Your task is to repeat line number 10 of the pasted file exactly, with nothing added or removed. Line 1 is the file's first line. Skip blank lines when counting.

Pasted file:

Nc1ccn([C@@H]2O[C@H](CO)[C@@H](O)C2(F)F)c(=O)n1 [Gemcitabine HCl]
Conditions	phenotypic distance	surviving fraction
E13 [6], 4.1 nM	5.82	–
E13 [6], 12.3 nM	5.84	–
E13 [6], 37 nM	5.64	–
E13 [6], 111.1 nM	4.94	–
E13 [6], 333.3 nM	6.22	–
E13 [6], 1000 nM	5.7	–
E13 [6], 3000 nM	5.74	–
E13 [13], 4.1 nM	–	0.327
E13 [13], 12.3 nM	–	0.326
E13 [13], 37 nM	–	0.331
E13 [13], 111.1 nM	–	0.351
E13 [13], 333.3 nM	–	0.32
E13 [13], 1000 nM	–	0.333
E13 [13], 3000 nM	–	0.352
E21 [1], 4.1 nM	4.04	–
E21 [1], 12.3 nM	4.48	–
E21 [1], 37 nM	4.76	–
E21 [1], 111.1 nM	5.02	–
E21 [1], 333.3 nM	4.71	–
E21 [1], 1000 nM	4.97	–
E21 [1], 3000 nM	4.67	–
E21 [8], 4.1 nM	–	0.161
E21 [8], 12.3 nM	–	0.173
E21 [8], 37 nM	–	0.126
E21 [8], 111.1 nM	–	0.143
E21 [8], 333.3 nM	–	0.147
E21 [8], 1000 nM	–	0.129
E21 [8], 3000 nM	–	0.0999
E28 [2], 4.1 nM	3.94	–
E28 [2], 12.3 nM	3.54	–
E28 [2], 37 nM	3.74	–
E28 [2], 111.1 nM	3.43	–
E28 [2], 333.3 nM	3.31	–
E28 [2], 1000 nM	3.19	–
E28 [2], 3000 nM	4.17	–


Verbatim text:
E13 [13], 4.1 nM	–	0.327